Cash shells or SPACs (special purpose acquisition companies) are purpose-built vehicles with a stock market quote and a board of directors, but no active business and no assets other than a strong management (or advisory) team with specific sector expertise and the funds raised from financial backers (which will typically include management). The structure gives managers a ready-made stock market listing, a cash war chest and an acquisition currency at a time when, owing to global financial circumstances, the cost of financing is high and transactions are difficult to execute.
Cash shells were extremely popular on the AIM market seven years ago, arriving in such numbers that the LSE was forced to tighten the rules to safeguard the market’s reputation. In March 2005 alone, 31 cash shells rushed to list to beat the introduction of the rule changes the following month, which stipulated that a cash shell must raise a minimum of £3 million, a figure deemed high enough to require at least some institutional interest. Other rule changes included tightening up the stated investing policy and a requirement to seek shareholders’ consent annually to the continuance of the policy should it not be substantially implemented within 18 months of listing.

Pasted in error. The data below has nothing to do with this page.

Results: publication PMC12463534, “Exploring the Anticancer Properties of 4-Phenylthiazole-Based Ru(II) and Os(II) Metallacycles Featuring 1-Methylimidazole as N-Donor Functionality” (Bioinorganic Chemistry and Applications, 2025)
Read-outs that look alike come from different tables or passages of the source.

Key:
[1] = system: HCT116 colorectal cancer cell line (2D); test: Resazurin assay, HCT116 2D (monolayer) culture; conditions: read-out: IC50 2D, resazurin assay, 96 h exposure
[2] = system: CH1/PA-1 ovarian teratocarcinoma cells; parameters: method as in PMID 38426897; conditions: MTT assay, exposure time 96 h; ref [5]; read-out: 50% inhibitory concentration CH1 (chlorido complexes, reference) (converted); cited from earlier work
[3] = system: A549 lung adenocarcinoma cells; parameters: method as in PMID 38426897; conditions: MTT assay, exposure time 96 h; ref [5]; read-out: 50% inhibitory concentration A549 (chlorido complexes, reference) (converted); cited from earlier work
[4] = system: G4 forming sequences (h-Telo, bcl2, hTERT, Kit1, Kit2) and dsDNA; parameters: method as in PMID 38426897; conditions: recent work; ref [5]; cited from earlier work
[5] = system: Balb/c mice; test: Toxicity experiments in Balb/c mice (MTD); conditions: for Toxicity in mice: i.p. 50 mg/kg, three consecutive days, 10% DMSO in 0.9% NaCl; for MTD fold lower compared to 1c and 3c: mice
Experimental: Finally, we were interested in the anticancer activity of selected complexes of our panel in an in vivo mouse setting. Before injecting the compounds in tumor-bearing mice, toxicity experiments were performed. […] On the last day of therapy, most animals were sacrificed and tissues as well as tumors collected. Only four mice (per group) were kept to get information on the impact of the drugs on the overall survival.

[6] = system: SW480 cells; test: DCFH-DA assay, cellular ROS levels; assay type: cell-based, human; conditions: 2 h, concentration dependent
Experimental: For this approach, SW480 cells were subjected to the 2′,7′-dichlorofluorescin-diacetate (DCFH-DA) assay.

The last couple of years have seen a number of cash shells not only returning to AIM, but, for the first time, obtaining admission to the Official List of the United Kingdom Listing Authority (UKLA) by way of a Standard listing. The timing of the appearance of these cash shells is a function of the regulatory environment of these markets and the volatile nature of the present economic climate. The cash shell structure is designed to take advantage of any dislocation in the market to acquire assets at favourable prices. When asset valuations start to rise, the opportunity for these acquisition vehicles could well disappear.
The regulatory environment for Standard listed cash shells
Access to the Premium listing segment of the Official List, whereby the issuer is subject to onerous eligibility and continuing obligation requirements and is potentially eligible for inclusion in the FTSE indices, is not possible for a cash shell; there are a number of entry requirements that a shell company simply would not be able to satisfy, which do not apply to Standard listing or to AIM applicants. In particular, a Premium listing applicant is required to have unqualified, consolidated, independently audited accounts covering a three-year period; a revenue earnings record in respect of at least 75 per cent of its business for a three year period; and a history of control over the majority of its assets for at least a three-year period.